Career advancement for Cincinnati State nursing students just got a little easier thanks to an innovative partnership with the University of Cincinnati that grants early admission to UC’s online RN to BSN program.
The partnership, called Cincinnati Pathways, is an expansion of a comprehensive agreement that allows academically qualified Cincinnati State graduates to transition seamlessly into a variety of UC degree programs. In accordance with the Cincinnati Pathways program, Cincinnati State students with a GPA of 3.4 or higher who matriculate to UC through Cincinnati Pathways will receive a UC Transfer Scholarship.
Cincinnati State students graduating with an associate degree in nursing with a GPA of 2.5 or higher can apply and expect entry into UC’s online RN to BSN program before receiving RN licensure, accelerating entry into the program. UC’s online RN to BSN program is fully accredited and is ranked “No.3 Best Online RN to BSN Program” by BestCollegeReview.org. It offers greater flexibility than a traditional classroom-based program and requires 27 credit hours and can be completed in 12 to 18 months.
The RN to BSN program went completely online in the summer of 2013. Since then, a total of 711 students have been admitted to the program, 126 of them coming from Cincinnati State; 39 of those met the requirements for the Cincinnati Pathways transfer scholarship.
“Early admission into UC’s program gives Cincinnati State graduates more time to prepare for the National Council Licensure Examination, while ensuring there is no delay in their continuation toward a BSN,” said Denise Rohr, RN, associate dean of the Division of Health and Public Safety at Cincinnati State and director of the Cincinnati State Bethesda School of Nursing.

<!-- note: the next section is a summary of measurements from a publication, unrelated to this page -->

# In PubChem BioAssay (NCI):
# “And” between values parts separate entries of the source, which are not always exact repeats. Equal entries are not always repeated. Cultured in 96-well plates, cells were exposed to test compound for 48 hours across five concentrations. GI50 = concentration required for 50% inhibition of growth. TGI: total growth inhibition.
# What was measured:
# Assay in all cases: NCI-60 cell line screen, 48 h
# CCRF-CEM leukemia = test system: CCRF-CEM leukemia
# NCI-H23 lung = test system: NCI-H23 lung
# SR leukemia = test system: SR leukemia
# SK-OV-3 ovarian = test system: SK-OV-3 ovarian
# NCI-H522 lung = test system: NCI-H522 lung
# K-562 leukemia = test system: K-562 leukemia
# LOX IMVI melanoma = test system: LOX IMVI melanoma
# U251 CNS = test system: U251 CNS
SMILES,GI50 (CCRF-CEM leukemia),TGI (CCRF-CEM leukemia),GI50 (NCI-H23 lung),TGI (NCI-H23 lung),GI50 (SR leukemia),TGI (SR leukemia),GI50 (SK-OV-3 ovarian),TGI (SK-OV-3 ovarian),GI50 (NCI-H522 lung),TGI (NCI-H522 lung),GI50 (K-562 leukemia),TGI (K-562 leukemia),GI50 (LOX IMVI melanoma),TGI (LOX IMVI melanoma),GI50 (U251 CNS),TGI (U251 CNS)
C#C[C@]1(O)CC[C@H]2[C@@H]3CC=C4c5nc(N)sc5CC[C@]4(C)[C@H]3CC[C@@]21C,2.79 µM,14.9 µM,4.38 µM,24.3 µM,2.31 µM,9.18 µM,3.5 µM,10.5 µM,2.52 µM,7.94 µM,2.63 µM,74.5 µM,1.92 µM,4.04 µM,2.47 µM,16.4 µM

It’s no secret that career opportunities abound in the healthcare fields. The Bureau of Labor Statistics (BLS) forecasts registered nurse employment will grow 16 percent through 2024 as home healthcare needs increase and the U.S. population ages.
BLS reports the median salary for a RN is $66,640, but notes that while entry-level RN positions are available with an associate’s degree, the industry standard is fast becoming a Bachelor of Science in Nursing degree.
A 2010 Institute of Medicine report, “The Future of Nursing: Leading Change, Advancing Health,” recommended increasing the proportion of nurses with a baccalaureate degree to 80 percent—from 49 percent at the time the report was released—and doubling the number of nurses with a doctorate by 2020.
“Employers take notice of registered nurses who are pursuing their bachelor’s in nursing,” said Kathleen Carissimi, RN, director of UC’s RN to BSN program. “It’s our hope that health care providers who are seeking to grow their population of baccalaureate-trained nurses will look to UC and Cincinnati State as they seek to recruit qualified and motivated nursing talent.”